Default Font Size in Design Doc: 32px

Default Font Size in Web: 16px

Warning! When designing at this higher resolution, all default sizes that would normally be used for web are doubled. So the default font size of 16px would become 32px. The designer and developer need to be constantly aware of this size discrepancy when translating measurements to the web, as all websites still assume the 72ppi resolution standard even on high resolution displays. So all measurements from a PSD must be cut in half, and if a designer is creating a web document on a standard monitor in Photoshop, they should be zoomed in to 50% so they are designing at the size that will be translated to the web.

Even though we will be using the High-Resolution standard for design documents, we’ll always refer to the web standard resolution, so 1920px wide.

Designing in Grid

To make sure that designs don’t only tailor to large monitors, all content spreading across the screen should consider if the content will actually fit within most smaller screens. For example, a header with lots of menu items across the top of the screen that fills a 1920px monitor will immediately need to scale to the hamburger menu to fit on 75% of other screens. So ideally, you want your content to be able to reasonably fit within a width of 1140px (2280px at 144ppi). This is referred to as “designing in grid”. This also goes for the height of elements, for instance, if you want a section that fills the full height of a screen you must take into account the many possible screen heights your content needs to scale down to fit. So instead of cramming stuff into a screen height of 1080px, shoot more for 768px (the standard tablet computer height in landscape mode).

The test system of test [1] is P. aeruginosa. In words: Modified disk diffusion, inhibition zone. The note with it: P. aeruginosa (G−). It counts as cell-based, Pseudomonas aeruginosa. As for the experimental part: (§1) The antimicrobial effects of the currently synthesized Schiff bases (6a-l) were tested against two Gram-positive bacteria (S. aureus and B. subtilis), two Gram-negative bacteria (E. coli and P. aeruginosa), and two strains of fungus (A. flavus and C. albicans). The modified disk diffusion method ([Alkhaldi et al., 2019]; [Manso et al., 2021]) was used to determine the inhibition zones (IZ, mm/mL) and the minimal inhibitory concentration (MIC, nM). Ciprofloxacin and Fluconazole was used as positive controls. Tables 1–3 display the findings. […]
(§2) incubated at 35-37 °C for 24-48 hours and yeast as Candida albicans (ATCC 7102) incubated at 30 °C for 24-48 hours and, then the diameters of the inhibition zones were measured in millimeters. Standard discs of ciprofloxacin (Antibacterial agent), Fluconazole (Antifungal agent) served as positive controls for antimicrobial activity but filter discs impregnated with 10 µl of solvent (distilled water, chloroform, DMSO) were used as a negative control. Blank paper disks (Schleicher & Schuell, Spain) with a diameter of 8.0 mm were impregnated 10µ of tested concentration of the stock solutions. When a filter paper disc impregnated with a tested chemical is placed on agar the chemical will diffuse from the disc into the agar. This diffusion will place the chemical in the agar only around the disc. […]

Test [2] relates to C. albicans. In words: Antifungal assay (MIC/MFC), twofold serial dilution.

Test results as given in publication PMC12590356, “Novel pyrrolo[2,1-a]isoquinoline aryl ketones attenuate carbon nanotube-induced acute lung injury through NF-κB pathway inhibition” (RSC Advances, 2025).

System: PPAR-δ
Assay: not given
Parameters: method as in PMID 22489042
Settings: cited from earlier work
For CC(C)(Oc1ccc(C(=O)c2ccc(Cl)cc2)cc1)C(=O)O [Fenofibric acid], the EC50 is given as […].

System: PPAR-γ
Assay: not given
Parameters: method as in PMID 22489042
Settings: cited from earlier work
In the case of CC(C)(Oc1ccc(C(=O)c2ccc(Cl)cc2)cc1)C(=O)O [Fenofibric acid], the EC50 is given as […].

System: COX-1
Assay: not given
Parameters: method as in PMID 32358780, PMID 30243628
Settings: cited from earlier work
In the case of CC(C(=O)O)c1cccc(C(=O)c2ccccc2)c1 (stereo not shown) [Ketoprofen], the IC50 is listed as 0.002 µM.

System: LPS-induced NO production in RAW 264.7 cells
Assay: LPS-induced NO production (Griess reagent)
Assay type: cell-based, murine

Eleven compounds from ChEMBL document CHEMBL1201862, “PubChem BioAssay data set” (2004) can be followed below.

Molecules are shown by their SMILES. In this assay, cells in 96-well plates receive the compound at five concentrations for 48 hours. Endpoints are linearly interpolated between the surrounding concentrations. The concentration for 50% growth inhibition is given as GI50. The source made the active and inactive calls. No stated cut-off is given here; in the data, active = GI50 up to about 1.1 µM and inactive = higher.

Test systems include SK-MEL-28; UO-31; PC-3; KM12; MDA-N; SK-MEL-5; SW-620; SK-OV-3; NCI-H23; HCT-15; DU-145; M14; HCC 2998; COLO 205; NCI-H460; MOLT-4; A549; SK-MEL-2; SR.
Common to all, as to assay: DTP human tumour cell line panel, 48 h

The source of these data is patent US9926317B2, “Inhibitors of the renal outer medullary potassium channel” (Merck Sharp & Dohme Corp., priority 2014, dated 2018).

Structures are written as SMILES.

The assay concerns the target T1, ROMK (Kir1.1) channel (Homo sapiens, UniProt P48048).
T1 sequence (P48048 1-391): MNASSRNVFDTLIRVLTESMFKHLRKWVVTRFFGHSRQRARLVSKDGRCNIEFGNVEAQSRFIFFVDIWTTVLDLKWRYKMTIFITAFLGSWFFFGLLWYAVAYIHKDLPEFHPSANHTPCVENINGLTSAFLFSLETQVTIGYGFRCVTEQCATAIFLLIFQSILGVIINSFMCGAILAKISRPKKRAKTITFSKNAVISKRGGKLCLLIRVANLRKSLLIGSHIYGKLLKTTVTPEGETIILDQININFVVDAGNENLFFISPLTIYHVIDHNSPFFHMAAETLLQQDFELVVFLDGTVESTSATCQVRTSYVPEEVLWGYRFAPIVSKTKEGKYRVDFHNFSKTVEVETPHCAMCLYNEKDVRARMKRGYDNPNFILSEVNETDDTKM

So our design document resolutions to take into account are:

Document Size: 3,840px x 2160px+ at 144ppi (1920 x 1080 x 72ppi for web)